DRC presidential candidates campaign in the nation’s restive east
Presidential candidates in the Democratic Republic of Congo are campaigning in the nation’s conflict-wracked east, holding rallies where the mood is festive — even if the issue of security is never far from the surface.
Moise Katumbi, a wealthy businessman and opposition hopeful was the first to campaign in DRC’s eastern conflict-wracked city of Goma, located in North Kivu Province.
Traveling by private jet to Goma, Katumbi criticized attempts by incumbent President Felix Tshisekedi to tackle a two-year rebellion by the M23 movement, which controls vast swathes of territory in the Eastern province.
Read:M23 rebels seize strategic East DRC town
Tshisekedi, who is seeking another five-year term, also headed east, visiting Bunia in neighboring Ituri province on Tuesday accompanied by his wife, Denise Nyakeru Tshisekedi.
Violence in Ituri has forced 1.7 million people to flee their villages.
“Trust me again. Give me a second mandate in order to pursue our various projects,” he urged during a speech in the city stadium.
“Contenders for the country’s highest office should restore security,” Zephanie Mayolo, a 33-year-old motorcycle taxi driver in Goma said.
Valery Madianga, an analyst at the Centre for Research in Public Finance and Local Development, said security was “one of the major themes” of the campaign.
Yet, he said, “the debate is not yet gaining momentum,” amid an absence of clear governance programs.
Oswald Rubasha, an electoral expert and the coordinator of the NGO Clinique Electorale Congolaise, said in the stump speeches delivered by aspirants “we do not feel the real commitment to put an end to violence,” especially since “the candidates’ social projects are not really part of the debate.”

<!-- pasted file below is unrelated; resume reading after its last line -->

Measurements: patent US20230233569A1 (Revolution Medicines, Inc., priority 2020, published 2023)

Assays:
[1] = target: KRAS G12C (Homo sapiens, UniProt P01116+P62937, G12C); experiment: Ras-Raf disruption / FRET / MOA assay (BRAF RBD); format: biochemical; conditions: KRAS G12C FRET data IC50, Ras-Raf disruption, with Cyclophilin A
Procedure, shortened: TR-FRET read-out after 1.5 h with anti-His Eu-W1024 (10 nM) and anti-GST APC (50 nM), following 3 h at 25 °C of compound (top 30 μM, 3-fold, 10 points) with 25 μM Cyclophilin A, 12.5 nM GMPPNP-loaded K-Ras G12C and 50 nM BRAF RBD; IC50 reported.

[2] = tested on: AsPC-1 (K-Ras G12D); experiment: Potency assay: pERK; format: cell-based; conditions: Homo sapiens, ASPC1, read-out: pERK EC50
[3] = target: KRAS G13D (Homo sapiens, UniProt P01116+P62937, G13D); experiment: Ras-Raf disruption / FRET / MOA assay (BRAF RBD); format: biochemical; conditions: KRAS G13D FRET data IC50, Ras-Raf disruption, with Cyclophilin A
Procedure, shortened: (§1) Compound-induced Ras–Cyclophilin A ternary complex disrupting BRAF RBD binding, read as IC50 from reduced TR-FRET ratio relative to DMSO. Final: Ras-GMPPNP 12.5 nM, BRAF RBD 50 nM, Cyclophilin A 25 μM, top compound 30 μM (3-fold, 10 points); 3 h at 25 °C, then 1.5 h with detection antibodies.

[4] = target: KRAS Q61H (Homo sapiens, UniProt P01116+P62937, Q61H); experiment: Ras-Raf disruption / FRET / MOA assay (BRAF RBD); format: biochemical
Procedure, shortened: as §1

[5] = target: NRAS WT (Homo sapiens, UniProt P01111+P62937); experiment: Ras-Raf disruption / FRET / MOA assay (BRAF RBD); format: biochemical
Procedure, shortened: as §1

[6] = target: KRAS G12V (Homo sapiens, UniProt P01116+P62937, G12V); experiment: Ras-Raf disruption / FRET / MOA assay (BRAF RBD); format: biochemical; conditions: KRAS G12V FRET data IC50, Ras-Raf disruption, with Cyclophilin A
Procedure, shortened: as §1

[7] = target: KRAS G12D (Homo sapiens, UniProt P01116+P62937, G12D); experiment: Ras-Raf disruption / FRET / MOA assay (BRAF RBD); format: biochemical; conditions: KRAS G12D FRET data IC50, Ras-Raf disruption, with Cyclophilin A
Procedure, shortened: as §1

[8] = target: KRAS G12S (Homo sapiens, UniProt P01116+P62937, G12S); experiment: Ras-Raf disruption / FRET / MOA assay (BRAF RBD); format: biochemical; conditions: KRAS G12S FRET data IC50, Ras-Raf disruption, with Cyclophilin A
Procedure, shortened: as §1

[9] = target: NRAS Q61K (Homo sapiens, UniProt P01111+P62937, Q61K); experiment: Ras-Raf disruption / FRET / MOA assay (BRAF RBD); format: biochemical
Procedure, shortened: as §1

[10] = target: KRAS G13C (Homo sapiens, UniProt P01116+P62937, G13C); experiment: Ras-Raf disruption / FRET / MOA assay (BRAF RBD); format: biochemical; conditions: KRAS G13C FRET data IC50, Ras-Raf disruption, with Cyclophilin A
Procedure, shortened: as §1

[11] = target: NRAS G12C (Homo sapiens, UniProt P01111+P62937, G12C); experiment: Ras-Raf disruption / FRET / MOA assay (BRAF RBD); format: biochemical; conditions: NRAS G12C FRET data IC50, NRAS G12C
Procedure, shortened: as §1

Read:Insecurity fears in Eastern DRC ahead of elections
Opposition candidate and Nobel Peace Prize-winning gynecologist Denis Mukwege launched his campaign for president on Sunday in his hometown of Bukavu in South Kivu Province.
Mukwege, who founded the Panzi hospital and foundation in eastern DRC after witnessing the horrific injuries and diseases suffered by rape victims, went on to Butembo and Beni.
Supporters including many women in T-shirts bearing the number 15 — the position assigned to him by the electoral commission — greeted the 68-year-old, who promised to fight corruption and end war and famine.
“I am a candidate for peace … Together, let’s put an end to hunger and vices,” Mukwege said in Beni, a stronghold of Allied Democratic Forces militants affiliated to the Islamic State group.
Martin Fayulu, the opposition leader who continues to insist he was unfairly denied victory in 2018’s presidential race, started his campaign on Tuesday in Beni. He was accompanied by a musician to lend some extra atmosphere and urged voters to “block the road” to Tshisekedi.
“If you vote (for me, we will provide Beni with a military camp so that Rwanda and Uganda respect us,” he said, in a town where residents did not vote five years ago due to an Ebola epidemic.
Read:For ‘unsafe’ East DRC, voting remains a distant dream
Roughly the size of continental western Europe, DRC the is awash with minerals and precious stones, but war, corruption and chronic mismanagement have impacted the nation’s economic growth.
While most of the country has returned to relative stability after two major wars in the 1990s and 2000s, militias and rebel groups roam much of Eastern DRC, which borders Uganda, Rwanda and Burundi.
For almost 30 years, the cities of Bunia, Bukavu, Butembo, Beni, Oicha and Goma — which span three volatile provinces in the vast Central African nation — have been plagued by unabated violence.
But with the campaign for parliamentary and presidential elections on December 20 now in full swing, crowds come and go between the region’s airports and city centers to hear candidates speak in the main squares.
Nearly 44 million people out of a population of around a hundred million are eligible to vote.
The December polls will witness the election of a new president, local councilors and national and provincial lawmakers.